However, even if I did, then I never cease to be amazed at the illogical and counter-productive policy prescriptions of the "green" activists. I always put "green" in inverted comments, by the way, as I see nothing green about the rush to blight our beautiful landscape with wind turbines and solar panels. I'm in Athelstan's camp on the other thread, where he said he can put up with the ugliness of nuclear power stations, reluctantly, because at least they achieve something positive, or words to that effect. Living in Cumbria, I think Windscale/Sellafield is a hideous eyesore, but it's as nought to the ring of steel destroying the beauty of this wonderful county.

However, I had better stop there, as I'm going O/T and am in danger of derailing this thread, which is not my intention.

Feb 2, 2016 at 9:34 AM | Unregistered CommenterMark Hodgson

Mike Jackson has it right. What we are looking at is a set of temperature measuring devices over the globe, say around 4000 on land and 3000 at sea (ignoring SST made with buckets). The 4000 are heavily skewed to the USA and Europe.

If over the last 120 years, they had all been measured in the same way, at the same time of day, by the same people then there may, just may, be a signal in the time series that is telling us how the Earth's temperature is performing. If we aren't using the same weather station measured in the same way at the same time of day and have to make adjustments to bring them together, it is my view you could not produce a time-series with any meaningful signal in it and to pretend to be able to do so is disingenuous.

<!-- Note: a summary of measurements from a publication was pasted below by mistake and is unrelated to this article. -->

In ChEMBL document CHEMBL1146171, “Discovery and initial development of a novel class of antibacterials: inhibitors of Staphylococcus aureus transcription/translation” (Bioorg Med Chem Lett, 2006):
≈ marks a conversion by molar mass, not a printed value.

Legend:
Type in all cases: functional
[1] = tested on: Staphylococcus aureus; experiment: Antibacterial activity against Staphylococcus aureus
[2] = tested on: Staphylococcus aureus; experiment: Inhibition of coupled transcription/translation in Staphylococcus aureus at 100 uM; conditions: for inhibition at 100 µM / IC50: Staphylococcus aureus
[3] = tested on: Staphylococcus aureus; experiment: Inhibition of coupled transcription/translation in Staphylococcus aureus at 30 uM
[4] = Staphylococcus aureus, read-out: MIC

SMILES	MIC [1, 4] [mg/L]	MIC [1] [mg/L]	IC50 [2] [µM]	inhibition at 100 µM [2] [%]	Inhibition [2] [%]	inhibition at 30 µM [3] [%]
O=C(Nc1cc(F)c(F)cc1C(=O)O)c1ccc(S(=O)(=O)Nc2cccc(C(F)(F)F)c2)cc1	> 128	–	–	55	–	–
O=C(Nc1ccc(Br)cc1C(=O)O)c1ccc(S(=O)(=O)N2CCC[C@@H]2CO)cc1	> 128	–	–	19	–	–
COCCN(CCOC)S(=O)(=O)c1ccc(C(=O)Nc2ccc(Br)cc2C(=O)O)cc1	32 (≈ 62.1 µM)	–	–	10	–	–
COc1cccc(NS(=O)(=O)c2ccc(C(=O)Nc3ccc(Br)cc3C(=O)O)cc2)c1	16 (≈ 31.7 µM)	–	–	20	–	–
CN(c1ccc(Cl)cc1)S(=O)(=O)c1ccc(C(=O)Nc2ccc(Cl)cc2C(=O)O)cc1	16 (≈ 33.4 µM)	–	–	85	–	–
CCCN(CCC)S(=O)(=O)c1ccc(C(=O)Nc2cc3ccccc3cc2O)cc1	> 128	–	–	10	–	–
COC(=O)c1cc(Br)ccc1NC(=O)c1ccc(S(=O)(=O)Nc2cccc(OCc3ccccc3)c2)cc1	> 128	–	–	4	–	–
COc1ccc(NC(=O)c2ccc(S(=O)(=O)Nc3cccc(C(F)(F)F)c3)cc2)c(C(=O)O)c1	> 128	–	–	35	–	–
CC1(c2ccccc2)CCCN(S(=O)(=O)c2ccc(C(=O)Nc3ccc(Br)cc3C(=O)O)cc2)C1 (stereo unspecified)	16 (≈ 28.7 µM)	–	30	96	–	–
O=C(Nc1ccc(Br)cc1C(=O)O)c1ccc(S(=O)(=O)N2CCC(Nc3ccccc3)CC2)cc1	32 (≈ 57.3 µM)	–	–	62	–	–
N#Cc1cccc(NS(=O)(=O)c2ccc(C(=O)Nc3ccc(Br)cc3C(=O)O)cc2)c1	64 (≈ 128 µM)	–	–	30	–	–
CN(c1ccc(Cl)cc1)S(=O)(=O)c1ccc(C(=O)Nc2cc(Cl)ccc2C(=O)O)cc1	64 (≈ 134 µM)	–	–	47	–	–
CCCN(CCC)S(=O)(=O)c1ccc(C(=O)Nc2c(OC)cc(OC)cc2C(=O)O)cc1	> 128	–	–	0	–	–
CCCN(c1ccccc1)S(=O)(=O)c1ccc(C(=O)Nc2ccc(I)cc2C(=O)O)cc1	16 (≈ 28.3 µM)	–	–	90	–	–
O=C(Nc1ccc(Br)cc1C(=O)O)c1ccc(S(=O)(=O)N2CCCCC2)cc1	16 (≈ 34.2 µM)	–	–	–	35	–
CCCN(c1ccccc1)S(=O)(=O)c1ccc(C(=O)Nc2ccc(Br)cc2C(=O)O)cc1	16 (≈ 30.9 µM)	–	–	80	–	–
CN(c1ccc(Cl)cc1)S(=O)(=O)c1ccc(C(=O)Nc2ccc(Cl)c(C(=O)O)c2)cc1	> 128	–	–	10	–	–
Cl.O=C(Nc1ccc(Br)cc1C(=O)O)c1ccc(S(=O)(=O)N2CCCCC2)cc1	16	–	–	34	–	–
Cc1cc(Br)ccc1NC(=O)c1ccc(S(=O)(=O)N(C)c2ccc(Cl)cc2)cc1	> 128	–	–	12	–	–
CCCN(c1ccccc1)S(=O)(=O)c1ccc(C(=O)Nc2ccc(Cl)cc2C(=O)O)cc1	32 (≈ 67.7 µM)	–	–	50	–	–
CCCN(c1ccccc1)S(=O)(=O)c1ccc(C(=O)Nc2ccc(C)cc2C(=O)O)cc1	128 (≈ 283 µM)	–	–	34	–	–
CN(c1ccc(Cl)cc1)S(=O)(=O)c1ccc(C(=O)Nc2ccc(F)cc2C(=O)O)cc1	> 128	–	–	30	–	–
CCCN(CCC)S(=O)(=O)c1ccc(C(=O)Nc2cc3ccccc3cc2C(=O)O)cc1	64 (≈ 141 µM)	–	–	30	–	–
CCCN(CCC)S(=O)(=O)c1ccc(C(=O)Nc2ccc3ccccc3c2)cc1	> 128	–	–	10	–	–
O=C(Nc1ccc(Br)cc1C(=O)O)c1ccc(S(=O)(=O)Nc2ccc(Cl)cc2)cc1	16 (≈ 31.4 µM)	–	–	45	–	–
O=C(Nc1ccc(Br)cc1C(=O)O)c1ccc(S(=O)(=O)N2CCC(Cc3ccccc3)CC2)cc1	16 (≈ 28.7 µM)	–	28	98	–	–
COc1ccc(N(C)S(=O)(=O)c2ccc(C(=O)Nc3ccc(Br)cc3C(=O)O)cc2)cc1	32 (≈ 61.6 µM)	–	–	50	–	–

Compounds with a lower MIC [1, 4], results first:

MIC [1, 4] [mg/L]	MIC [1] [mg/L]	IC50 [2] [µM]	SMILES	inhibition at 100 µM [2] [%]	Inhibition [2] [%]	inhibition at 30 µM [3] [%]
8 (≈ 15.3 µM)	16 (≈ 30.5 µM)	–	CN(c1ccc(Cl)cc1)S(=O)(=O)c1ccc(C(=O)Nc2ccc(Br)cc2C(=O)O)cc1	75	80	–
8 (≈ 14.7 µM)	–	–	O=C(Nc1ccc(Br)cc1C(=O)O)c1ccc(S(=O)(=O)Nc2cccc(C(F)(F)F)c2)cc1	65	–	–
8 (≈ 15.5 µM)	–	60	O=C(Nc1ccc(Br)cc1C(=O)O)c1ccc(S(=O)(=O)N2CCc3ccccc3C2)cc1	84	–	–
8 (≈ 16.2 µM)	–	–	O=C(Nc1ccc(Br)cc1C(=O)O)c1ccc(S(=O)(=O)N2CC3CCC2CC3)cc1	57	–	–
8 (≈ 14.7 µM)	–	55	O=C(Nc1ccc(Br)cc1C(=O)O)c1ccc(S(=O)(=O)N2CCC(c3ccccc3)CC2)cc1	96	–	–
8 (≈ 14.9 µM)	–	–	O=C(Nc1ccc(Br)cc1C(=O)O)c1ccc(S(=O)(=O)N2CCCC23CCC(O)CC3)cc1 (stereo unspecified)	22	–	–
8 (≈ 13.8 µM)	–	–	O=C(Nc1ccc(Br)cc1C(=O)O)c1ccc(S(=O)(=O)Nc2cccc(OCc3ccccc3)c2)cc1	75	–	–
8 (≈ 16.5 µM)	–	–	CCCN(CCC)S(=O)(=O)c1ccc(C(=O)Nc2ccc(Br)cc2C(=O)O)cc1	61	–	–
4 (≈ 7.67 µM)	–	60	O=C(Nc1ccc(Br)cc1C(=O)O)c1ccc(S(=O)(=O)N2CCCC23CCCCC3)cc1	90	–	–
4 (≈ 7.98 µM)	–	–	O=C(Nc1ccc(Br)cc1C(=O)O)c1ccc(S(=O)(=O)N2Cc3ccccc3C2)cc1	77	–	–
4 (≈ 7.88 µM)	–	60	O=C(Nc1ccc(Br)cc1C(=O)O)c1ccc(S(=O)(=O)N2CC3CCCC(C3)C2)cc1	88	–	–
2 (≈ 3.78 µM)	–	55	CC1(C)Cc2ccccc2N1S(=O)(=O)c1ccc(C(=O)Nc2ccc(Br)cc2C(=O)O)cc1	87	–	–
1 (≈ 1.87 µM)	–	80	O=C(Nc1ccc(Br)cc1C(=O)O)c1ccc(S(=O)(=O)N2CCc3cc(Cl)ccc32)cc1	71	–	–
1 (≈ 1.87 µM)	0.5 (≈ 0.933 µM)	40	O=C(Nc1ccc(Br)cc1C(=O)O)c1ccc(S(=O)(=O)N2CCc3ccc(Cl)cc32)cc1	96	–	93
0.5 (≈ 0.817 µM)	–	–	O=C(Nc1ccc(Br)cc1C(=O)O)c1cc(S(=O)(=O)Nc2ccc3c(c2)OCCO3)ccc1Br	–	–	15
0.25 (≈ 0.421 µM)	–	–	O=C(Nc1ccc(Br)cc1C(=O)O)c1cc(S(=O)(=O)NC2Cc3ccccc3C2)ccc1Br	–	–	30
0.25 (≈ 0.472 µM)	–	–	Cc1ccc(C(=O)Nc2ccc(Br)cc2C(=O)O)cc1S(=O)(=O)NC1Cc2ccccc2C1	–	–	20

I'll leave to you each to take on board that the Met Office and it's fellow temperature series supporters claim that the system they're using can measure temperatures past and present to 100ths of one degree Celsius.

Feb 2, 2016 at 5:58 PM | Unregistered Commentergeronimo

I wonder if anyone else feels that allowing the people who forecast the temperatures to check whether the forecasts are right or not is a quality control issue?

Feb 2, 2016 at 6:00 PM | Unregistered Commentergeronimo

Feb 2, 2016 at 6:00 PM | geronimo
Yes, testing of software, in this case models, should be done by people not involved in creating the software and who are paid to break it. Dr Jones of UEA had it right of about breaking things, and he should have had faith in the basic "rightness" of his data the fact he didn't speaks volumes but doesn't mean he knew it was wrong.

Feb 2, 2016 at 6:14 PM | Unregistered CommenterSandyS

Geronimo

I'll leave to you each to take on board that the Met Office and it's fellow temperature series supporters claim that the system they're using can measure temperatures past and present to 100ths of one degree Celsius.

I discussed this earlier with Radical Rodent and Micky H Corbett.

The annual average is based, if your figures are correct, on 7000*365=2,555,000 measurements.

Where d is the precision of the mean and n is the sample size

d~1/√n

A thermometer can be read to the nearest 1C. n=1, d=1C

The mean of 100 measurements (n=100) can be expressed to d=0.1C

For n=10000 d=0.01C.

For n=1 million d=0.001C.

For n=2555000 d=0.0006C

The Met Office monthly and annual figures are expressed to 0.01C, which is statistically quite conservative.

Feb 2, 2016 at 10:43 PM | Unregistered CommenterEntropic man

EM, they are not all measuring the same the "same" temperature in the same place at the same time. Averaging them is not statistically meaningful or appropriate in the way you think they are.

If I rapidly took a million digital measurements of a cow's fundament, and then one from the South Pole, and averaged them obtain a number I expressed to several decimal places, what would that tell me?

Nothing.

Feb 2, 2016 at 11:12 PM | Unregistered Commentermichael hart

Try reading Essex, McKitrick Andresen, again: "Does a Global Temperature Exist?"

Feb 2, 2016 at 11:31 PM | Unregistered Commentermichael hart